|Genetic Study of Female Sexual Orientation|
Join Us in Our Research
Genetic Study of Female Sexual Orientation
Alan R. Sanders, M.D.
Director, Behavior Genetics Unit, NorthShore University HealthSystem
Clinical Associate Professor, University of Chicago
The staff of the Behavior Genetics Unit invites individuals to join our study on the genetics of female sexual orientation – we are seeking participants who are:
Why Study Sexual Orientation?Sexual orientation is a fundamental trait of great scientific interest. Understanding the origins of sexual orientation will enable us to learn a great deal about sexual motivation, sexual identity, gender identity and sex differences. Our primary goals are scientific, but we also are hopeful for greater societal understanding.
Why Study Women?Previous studies have already shown that genes contribute to female sexual orientation, even though our environment is also important. However, women have not been studied nearly as widely as men, and much is still unknown. Our study will therefore look for genes that may influence some women in ways that they become lesbian, bisexual, straight, queer, etc.
Thus, the goal of this study is to uncover genetic underpinnings of female sexual orientation, and to ultimately increase our knowledge of biological mechanisms underlying sexual orientation. The study will achieve this goal by collecting DNA and analyzing information from a large number of women, in order to search for genetic markers associated with variation in female sexual orientation. This type of study is called a genome-wide association study (GWAS).
We invite cisgender (i.e., women assigned at birth as female) women, aged 18 years or older, regardless of sexual orientation (e.g., lesbian, bisexual, straight), to participate in this scientific study, which will include up to 10,000 participants, all of whom will be enrolled by NorthShore University HealthSystem (NorthShore).
ConfidentialityAll information obtained by the Genetic Study of Female Sexual Orientation will be kept confidential, and will not become part of any medical records. No names or other identifying information will appear in published findings or research.
What Does Participation Involve?Individuals who consent to assist in the study will be asked to complete the study questionnaire and provide a DNA sample (saliva) for genetic research.
QuestionnaireThe questionnaire takes approximately 30 minutes to complete. The questionnaire collects information on the following main areas: contact information, demographics, ancestry, sexual orientation, number of sexual partners, gender-related behaviors, romantic relationships, family relationships, personality characteristics, stress, mental health, height and weight, handedness (left, right, both), onset of puberty, and when applicable: number of children, age when giving birth the first time, and menopause.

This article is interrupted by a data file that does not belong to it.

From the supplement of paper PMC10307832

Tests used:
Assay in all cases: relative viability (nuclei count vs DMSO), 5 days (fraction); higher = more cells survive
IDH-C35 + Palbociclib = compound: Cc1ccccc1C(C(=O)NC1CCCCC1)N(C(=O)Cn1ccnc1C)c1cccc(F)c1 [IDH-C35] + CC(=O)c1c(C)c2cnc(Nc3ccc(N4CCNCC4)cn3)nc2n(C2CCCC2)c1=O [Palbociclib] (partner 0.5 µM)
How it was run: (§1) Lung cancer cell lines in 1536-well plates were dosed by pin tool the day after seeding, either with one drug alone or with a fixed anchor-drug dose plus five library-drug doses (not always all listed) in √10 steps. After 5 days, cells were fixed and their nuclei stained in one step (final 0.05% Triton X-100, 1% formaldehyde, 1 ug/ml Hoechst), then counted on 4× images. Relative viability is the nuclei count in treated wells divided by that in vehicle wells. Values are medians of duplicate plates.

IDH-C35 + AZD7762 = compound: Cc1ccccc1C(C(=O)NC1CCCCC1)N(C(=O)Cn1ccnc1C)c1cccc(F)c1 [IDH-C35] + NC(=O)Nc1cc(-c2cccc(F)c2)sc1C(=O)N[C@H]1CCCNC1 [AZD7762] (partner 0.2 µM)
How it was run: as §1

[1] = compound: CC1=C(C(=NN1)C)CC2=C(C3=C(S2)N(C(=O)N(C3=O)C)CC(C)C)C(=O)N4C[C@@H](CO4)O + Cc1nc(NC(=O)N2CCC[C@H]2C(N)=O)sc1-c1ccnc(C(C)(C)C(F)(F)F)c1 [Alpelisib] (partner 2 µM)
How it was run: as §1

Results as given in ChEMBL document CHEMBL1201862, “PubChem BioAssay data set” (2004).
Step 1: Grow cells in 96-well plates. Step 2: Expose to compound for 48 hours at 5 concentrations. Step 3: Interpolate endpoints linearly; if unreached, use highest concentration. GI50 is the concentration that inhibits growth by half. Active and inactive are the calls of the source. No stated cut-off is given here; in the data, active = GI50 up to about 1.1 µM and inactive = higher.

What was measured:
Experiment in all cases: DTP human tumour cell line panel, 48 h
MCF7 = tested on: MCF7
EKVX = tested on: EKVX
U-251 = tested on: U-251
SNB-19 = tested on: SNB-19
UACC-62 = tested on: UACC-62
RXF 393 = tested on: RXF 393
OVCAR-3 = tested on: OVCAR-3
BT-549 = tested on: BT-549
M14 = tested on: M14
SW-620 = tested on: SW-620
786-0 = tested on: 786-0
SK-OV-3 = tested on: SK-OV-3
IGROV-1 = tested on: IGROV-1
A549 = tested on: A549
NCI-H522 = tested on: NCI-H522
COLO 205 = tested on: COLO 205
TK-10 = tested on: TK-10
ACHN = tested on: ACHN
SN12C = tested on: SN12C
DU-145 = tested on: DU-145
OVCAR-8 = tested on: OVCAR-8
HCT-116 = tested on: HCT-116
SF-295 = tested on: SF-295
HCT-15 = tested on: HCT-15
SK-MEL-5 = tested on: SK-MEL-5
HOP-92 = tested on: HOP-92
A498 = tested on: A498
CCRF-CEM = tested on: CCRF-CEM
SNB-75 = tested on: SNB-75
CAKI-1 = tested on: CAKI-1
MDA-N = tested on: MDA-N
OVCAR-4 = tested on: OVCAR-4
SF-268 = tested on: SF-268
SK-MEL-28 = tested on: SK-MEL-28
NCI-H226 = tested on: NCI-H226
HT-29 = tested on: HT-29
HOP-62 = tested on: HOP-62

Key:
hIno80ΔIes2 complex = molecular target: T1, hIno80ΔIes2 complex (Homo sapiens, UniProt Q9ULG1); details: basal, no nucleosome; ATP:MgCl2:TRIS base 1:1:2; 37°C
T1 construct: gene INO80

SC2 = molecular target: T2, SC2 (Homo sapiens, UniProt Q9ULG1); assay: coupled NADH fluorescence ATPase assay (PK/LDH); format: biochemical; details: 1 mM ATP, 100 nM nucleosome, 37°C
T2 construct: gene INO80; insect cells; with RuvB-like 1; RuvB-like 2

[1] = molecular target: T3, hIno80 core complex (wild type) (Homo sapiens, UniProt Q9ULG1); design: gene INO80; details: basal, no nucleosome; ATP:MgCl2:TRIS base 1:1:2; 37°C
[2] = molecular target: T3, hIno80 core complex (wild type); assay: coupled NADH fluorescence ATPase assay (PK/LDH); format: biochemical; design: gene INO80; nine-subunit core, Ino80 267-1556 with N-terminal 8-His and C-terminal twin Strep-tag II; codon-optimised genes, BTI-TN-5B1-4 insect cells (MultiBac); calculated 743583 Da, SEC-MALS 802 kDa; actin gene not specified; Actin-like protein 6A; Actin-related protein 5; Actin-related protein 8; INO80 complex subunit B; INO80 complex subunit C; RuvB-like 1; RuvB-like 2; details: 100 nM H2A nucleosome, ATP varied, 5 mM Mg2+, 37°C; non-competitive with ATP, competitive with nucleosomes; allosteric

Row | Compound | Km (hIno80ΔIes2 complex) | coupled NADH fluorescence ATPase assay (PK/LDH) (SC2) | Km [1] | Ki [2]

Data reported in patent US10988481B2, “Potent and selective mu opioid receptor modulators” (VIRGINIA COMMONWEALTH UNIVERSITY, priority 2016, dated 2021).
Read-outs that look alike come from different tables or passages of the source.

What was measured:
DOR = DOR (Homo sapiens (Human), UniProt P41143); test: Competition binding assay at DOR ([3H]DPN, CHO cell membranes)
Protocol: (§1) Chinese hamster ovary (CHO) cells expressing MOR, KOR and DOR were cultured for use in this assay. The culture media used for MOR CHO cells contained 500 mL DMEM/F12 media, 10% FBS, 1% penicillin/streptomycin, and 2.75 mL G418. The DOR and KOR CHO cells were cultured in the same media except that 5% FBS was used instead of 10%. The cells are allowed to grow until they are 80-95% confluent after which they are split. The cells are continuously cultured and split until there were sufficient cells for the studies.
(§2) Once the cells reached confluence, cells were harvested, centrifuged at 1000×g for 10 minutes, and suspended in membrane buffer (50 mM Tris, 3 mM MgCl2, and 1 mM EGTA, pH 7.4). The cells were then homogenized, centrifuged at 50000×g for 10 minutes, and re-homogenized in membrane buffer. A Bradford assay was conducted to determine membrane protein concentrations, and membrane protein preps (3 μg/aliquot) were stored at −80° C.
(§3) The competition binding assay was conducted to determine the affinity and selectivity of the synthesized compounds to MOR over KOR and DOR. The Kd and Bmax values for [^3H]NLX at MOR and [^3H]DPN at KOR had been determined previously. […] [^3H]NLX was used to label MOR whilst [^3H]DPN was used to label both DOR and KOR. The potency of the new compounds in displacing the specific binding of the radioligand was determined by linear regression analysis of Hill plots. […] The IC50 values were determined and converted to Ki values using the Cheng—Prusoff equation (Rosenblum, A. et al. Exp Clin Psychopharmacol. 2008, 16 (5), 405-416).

DNA SampleParticipants are asked to provide a DNA sample (a few milliliters of saliva), which we can obtain directly (if at a festival) or through the mail (if completing the questionnaire online). The DNA sample will be used to search for genes that might influence female sexual orientation. Participants will receive a Starbucks $10 gift card for completing the questionnaire and providing a DNA sample.
How Can I Participate?If you are viewing this online, click on “Enroll” to be taken to our consent form and questionnaire (if you have a hard copy brochure, go to the study website at FemaleSexualOrientation.com to get to the “Enroll” link). For more information write to us at the email (or postal mail) below, and/or call toll-free at the number below. If you leave a message or write to us, please provide your name, and preferred contact information (email or postal mailing address and phone number with area code), and one of the researchers will contact you directly.
Financial Support for This StudyNational Institutes of Health (NIH) Grant R01HD100180
Principal Investigator: Alan R. Sanders, M.D.
Primary Site: NorthShore University HealthSystem
Statistical analyses at University of Miami led by Eden R. Martin, Ph.D.